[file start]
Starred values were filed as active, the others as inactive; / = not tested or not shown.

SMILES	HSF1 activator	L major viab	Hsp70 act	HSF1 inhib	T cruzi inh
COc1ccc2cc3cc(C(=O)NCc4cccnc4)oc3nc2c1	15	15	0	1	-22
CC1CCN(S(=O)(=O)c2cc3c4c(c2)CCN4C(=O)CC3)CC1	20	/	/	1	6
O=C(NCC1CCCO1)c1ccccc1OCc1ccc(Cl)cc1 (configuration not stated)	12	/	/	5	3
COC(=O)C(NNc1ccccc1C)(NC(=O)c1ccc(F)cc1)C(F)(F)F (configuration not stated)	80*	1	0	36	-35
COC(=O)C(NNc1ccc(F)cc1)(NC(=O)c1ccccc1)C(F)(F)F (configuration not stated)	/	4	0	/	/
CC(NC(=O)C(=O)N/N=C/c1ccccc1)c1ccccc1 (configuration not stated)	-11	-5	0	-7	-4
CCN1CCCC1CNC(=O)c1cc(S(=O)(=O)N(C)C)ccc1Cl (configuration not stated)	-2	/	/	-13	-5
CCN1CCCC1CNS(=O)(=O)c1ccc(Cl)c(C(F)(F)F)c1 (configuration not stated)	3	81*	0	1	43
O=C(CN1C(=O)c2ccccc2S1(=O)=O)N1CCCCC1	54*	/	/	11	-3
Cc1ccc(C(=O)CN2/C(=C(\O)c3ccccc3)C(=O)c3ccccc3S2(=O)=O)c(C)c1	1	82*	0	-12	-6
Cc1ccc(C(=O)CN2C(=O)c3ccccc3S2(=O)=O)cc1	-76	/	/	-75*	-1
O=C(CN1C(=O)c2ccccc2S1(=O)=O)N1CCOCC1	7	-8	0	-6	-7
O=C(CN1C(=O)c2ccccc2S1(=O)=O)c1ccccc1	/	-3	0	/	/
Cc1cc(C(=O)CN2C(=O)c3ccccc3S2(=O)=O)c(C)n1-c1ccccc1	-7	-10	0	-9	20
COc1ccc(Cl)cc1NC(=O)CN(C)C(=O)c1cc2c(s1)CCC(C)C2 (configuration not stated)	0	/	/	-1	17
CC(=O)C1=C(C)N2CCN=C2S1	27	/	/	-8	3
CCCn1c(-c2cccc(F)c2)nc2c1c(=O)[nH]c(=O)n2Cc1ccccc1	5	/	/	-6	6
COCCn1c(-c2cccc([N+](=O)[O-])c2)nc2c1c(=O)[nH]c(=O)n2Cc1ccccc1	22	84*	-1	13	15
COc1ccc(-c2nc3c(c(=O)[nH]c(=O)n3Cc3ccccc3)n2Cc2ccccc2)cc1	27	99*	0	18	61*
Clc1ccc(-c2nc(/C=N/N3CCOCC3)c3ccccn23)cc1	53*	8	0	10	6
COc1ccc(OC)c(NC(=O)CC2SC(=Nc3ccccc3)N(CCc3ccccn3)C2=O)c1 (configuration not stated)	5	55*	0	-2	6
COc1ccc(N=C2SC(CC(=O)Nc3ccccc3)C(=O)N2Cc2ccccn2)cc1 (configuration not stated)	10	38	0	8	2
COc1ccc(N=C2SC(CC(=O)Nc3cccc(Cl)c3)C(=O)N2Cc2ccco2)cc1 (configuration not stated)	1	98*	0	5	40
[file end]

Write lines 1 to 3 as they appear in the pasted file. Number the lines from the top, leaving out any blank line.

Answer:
Starred values were filed as active, the others as inactive; / = not tested or not shown.

SMILES	HSF1 activator	L major viab	Hsp70 act	HSF1 inhib	T cruzi inh
COc1ccc2cc3cc(C(=O)NCc4cccnc4)oc3nc2c1	15	15	0	1	-22